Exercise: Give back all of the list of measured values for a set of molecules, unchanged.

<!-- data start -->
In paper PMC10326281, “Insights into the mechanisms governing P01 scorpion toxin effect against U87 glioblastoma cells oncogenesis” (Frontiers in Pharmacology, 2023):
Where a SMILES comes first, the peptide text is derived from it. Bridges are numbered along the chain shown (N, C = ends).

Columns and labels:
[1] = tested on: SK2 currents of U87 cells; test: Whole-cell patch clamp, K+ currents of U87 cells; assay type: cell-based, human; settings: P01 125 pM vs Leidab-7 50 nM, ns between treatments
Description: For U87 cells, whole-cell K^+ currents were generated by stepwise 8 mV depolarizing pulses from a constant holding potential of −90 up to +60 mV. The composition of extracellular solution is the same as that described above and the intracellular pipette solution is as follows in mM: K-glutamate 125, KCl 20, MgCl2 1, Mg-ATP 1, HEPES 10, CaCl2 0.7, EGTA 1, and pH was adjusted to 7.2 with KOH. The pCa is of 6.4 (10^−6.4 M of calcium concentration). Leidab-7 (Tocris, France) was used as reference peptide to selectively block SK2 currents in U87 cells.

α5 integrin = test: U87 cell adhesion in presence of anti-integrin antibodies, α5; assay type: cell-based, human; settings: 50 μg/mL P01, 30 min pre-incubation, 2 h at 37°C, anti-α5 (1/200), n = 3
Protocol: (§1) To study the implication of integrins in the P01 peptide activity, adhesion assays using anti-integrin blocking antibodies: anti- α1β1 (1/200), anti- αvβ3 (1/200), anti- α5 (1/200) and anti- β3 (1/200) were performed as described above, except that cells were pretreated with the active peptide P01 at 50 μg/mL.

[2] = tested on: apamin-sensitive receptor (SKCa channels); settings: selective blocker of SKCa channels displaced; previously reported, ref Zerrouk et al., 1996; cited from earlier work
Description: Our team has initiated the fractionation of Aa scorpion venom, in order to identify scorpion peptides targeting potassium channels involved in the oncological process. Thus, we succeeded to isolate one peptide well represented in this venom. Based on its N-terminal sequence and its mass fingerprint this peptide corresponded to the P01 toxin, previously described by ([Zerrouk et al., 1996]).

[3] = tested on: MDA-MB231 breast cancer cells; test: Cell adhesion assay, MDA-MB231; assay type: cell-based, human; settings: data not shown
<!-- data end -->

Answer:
In paper PMC10326281, “Insights into the mechanisms governing P01 scorpion toxin effect against U87 glioblastoma cells oncogenesis” (Frontiers in Pharmacology, 2023):
Where a SMILES comes first, the peptide text is derived from it. Bridges are numbered along the chain shown (N, C = ends).

Columns and labels:
[1] = tested on: SK2 currents of U87 cells; test: Whole-cell patch clamp, K+ currents of U87 cells; assay type: cell-based, human; settings: P01 125 pM vs Leidab-7 50 nM, ns between treatments
Description: For U87 cells, whole-cell K^+ currents were generated by stepwise 8 mV depolarizing pulses from a constant holding potential of −90 up to +60 mV. The composition of extracellular solution is the same as that described above and the intracellular pipette solution is as follows in mM: K-glutamate 125, KCl 20, MgCl2 1, Mg-ATP 1, HEPES 10, CaCl2 0.7, EGTA 1, and pH was adjusted to 7.2 with KOH. The pCa is of 6.4 (10^−6.4 M of calcium concentration). Leidab-7 (Tocris, France) was used as reference peptide to selectively block SK2 currents in U87 cells.

α5 integrin = test: U87 cell adhesion in presence of anti-integrin antibodies, α5; assay type: cell-based, human; settings: 50 μg/mL P01, 30 min pre-incubation, 2 h at 37°C, anti-α5 (1/200), n = 3
Protocol: (§1) To study the implication of integrins in the P01 peptide activity, adhesion assays using anti-integrin blocking antibodies: anti- α1β1 (1/200), anti- αvβ3 (1/200), anti- α5 (1/200) and anti- β3 (1/200) were performed as described above, except that cells were pretreated with the active peptide P01 at 50 μg/mL.

[2] = tested on: apamin-sensitive receptor (SKCa channels); settings: selective blocker of SKCa channels displaced; previously reported, ref Zerrouk et al., 1996; cited from earlier work
Description: Our team has initiated the fractionation of Aa scorpion venom, in order to identify scorpion peptides targeting potassium channels involved in the oncological process. Thus, we succeeded to isolate one peptide well represented in this venom. Based on its N-terminal sequence and its mass fingerprint this peptide corresponded to the P01 toxin, previously described by ([Zerrouk et al., 1996]).

[3] = tested on: MDA-MB231 breast cancer cells; test: Cell adhesion assay, MDA-MB231; assay type: cell-based, human; settings: data not shown